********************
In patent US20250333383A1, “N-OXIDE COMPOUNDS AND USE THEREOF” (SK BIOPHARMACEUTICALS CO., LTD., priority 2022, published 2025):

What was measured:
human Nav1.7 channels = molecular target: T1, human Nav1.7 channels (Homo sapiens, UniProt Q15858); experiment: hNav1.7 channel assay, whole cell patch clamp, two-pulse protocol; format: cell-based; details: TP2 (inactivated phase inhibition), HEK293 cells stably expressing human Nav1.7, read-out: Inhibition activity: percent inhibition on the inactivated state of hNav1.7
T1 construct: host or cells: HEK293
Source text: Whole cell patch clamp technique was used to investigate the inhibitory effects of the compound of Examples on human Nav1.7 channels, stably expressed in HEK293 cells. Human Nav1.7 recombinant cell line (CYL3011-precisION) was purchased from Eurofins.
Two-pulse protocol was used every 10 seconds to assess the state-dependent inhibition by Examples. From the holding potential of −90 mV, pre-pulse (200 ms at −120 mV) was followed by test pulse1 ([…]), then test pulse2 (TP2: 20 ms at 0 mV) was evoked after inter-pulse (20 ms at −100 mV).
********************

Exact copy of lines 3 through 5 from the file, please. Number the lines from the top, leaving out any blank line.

human Nav1.7 channels = molecular target: T1, human Nav1.7 channels (Homo sapiens, UniProt Q15858); experiment: hNav1.7 channel assay, whole cell patch clamp, two-pulse protocol; format: cell-based; details: TP2 (inactivated phase inhibition), HEK293 cells stably expressing human Nav1.7, read-out: Inhibition activity: percent inhibition on the inactivated state of hNav1.7
T1 construct: host or cells: HEK293
Source text: Whole cell patch clamp technique was used to investigate the inhibitory effects of the compound of Examples on human Nav1.7 channels, stably expressed in HEK293 cells. Human Nav1.7 recombinant cell line (CYL3011-precisION) was purchased from Eurofins.